Rusk County District Attorney strengthens DWI policies
By Angela Ward firstname.lastname@example.org
Sept. 6, 2011 at 11 p.m.
People who choose to drive while intoxicated in Rusk County will face tougher penalties.
District Attorney Micheal Jimerson recently released a statement saying the former county policy had the benefit of uniformity, but was a "one size fits all" policy that failed to reflect his office's commitment to the core values of the county.
Assistant District Attorney Zack Wavrusa, who will be primarily in charge of implementing the policy, said it's ultimate goal is to end DWI in Rusk County.
"This gives us more flexibility to deal with the individual circumstances of each case," Wavrusa said. "It also allows us to enhance charges from a Misdemeanor B to Misdemeanor A if the blood alcohol count is high."
Generally speaking, a first-time DWI offense is a Class B Misdemeanor, he said. However, the new policy will allow the office to handle the offenses differently depending on the amount of alcohol consumed.
"We'll no longer be treating people who are just barely over the legal limit the exact same way we treat people who are severely impaired," Wavrusa said.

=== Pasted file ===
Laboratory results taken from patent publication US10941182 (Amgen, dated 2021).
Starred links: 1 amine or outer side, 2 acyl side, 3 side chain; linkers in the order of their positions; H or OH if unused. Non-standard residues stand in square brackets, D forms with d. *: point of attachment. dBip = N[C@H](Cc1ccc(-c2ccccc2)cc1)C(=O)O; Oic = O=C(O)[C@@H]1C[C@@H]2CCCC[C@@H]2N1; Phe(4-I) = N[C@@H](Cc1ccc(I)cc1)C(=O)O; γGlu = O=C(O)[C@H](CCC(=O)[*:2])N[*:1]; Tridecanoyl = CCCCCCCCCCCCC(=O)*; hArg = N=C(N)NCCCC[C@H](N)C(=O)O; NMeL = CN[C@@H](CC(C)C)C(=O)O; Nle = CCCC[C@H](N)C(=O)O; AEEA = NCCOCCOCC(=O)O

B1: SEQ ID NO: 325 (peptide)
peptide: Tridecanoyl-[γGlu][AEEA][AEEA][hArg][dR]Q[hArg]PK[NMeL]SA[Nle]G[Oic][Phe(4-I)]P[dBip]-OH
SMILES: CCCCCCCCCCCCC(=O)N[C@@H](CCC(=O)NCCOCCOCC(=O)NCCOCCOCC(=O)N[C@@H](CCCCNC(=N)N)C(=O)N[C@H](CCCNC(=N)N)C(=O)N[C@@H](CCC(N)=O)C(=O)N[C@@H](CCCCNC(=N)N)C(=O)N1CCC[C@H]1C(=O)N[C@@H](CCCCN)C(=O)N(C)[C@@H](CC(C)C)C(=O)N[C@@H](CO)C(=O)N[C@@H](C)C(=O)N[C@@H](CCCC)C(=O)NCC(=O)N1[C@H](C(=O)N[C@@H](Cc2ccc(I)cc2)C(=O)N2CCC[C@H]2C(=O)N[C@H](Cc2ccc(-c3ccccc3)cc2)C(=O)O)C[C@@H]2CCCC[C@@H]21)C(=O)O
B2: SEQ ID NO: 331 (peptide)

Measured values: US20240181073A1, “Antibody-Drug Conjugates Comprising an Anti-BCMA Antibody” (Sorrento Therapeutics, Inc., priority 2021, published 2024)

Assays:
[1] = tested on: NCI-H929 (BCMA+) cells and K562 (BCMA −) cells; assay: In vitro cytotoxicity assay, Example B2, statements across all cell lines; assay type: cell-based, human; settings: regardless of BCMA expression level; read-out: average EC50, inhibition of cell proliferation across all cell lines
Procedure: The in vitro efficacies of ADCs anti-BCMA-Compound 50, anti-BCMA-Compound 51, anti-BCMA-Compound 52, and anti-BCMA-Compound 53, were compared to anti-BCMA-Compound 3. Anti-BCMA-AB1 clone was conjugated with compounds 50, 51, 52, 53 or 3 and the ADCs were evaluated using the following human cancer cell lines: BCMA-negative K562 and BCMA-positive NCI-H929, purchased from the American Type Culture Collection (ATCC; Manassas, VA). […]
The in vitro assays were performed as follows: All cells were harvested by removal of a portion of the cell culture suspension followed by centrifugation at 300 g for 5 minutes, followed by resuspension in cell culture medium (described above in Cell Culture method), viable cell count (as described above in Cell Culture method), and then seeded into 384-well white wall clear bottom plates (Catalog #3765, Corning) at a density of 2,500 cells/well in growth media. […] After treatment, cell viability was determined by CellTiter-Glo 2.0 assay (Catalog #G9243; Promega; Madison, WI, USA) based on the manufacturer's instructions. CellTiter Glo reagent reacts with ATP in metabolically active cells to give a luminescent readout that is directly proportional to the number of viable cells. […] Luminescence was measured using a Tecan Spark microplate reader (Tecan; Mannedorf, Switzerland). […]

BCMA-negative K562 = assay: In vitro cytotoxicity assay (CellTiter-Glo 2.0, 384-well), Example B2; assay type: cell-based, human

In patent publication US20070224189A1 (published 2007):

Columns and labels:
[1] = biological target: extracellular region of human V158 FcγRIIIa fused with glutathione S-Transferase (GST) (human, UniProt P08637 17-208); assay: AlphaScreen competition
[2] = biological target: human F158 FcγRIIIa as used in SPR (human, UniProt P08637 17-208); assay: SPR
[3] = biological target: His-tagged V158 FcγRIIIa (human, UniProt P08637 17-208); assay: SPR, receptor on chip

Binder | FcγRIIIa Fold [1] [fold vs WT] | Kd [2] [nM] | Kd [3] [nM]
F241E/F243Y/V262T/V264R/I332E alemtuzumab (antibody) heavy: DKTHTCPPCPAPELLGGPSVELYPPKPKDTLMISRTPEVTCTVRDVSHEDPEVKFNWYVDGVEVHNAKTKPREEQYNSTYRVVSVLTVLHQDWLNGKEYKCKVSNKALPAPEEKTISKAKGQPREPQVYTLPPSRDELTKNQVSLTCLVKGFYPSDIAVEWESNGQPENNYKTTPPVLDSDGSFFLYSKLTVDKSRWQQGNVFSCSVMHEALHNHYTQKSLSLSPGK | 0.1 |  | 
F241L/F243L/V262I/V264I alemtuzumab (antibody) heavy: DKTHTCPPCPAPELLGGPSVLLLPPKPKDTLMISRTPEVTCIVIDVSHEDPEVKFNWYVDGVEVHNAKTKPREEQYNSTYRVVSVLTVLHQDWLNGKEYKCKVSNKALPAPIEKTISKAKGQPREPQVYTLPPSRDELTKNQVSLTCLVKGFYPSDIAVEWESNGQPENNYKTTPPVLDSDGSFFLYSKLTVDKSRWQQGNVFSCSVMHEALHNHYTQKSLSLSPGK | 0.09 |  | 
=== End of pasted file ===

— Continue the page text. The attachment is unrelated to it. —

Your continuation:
About one-quarter to one-third of all the misdemeanors prosecuted in the county involve DWI offenses, he said. Repeat DWI past the second offense or circumstances such as having a child in the vehicle at the time, turn driving while intoxicated into a felony.
All jail time for DWI will be served up front, in contrast to the previous policy which allowed offenders to serve their time at any point within two years of when they were convicted.
"We're hoping the more immediate consequences of driving while intoxicated will help to really drive home the point that we're serious about prosecuting this crime," Wavrusa said.
Jimerson said that sentences handed out by juries in recent DWI cases have made it clear that residents of Rusk County will not tolerate drivers who operate vehicles while impaired as a result of substance abuse.
"I foresee a day when rapidly improving technology will prohibit vehicles from being driven by drivers impaired from substance abuse," Jimerson said. "Until that time, we will continue to rely on the hard work of our officers to protect our community from the needless tragedies of drunk driving deaths."